GRAND RAPIDS, Mich. — A Detroit woman could face felony charges accused in $2 million unemployment fraud scheme.
Brandi Hawkins, 39, worked for the state’s agency approving claims. When police searched her home they say they found $200,000 in cash and luxury items including designer handbags.
The UIA has hired a special fraud advisor to look into cases like that.
But people tell me they’re still worried they will be the next victim.
“When I need it the most, I can’t even get into the account. I can’t even get to the second step of the whole process,” said Linda Wertman.
She’s tired of the stress saying it’s really starting to weigh on her family.
After being furloughed due to COVID, she tried filing for unemployment benefits, but she can’t even get into the system.
“There’s about 15 of us who have the same problem going on,” she said.
The problem she’s talking about is an automated pop-up that says, “the information you’ve entered is not correct. Please verify your social security number and date of birth.”
She said she did with the Social Security Administration but the UIA will not call her back.
“They sent out a link to my phone stating that they would call back and to watch out for this 800-number and nobody has called me back at all,” she said. “I’ve waited every day and call thousands of times and nobody reaches out.”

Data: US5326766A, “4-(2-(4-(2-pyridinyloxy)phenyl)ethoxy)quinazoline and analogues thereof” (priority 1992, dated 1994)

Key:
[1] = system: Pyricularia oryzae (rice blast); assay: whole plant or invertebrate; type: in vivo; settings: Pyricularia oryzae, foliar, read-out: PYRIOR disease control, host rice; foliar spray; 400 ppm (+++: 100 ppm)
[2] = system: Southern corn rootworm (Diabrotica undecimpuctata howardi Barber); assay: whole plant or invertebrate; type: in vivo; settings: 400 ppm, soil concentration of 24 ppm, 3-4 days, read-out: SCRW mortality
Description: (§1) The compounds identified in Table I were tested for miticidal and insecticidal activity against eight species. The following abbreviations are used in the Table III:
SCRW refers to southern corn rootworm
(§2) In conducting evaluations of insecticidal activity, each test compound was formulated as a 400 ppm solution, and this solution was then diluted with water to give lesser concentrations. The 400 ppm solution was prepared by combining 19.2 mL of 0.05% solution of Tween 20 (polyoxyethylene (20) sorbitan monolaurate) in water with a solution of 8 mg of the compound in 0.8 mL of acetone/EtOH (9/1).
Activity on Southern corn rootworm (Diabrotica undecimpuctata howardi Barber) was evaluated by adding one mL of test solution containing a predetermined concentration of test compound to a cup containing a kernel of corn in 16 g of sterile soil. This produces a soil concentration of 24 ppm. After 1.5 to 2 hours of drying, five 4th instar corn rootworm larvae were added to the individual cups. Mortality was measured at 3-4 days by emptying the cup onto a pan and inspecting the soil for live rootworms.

Cyber security expert Dr. Jared Demott is founder and CEO of VDA Labs in Grand Rapids.
“Your data could be out there being traded and being floated and sold and used on the dark web,” he said.
His company has worked with businesses and federal agencies securing their software systems to protect sensitive information.
“Whether it’s a username, password, or your address, name, social security number, that’s lost unbeknownst to you in many cases you don’t even know that that data’s gone,” he said. “So that data may be getting sold, traded, used on the dark web, kinda on the black market if you will. So, someone may have your name, address social security number, file for things like a credit card or unemployment benefits or all kinds of different things.”
While VDA Labs has not worked directly with the UIA, he says this fraud can happen on such a large scale due to factors that combine for the “perfect storm”.
“You’ve got the extra $600 that people can apply for, there’s a little bit less scrutiny,” he said. “So, there’s kind of like a rat race for this type of fraud where large crime rings, if they have access to a large data pool of social security numbers they’ll just go and come up with some type of scam to do that story of fraud.”
And that’s what Linda is worried about. She knows her birthday and social security number so why would the UIA’s software tell her it’s wrong?
“When I called the Social Security Administration that’s the first question I asked them, ‘is there some kind of fraud going on with my name?’ They made me verify a whole bunch of information including my mom’s maiden name, my father’s name, where I was born, everything and everything was correct in the system.”
She went on to say, “I’m not really sure if it’s a glitch in the system because there’s a lot of people having the same problem but we’re just not getting any answers.”
The Unemployment Insurance Agency says anyone who suspects or knows of UIA fraud should immediately file a report online by clicking this link.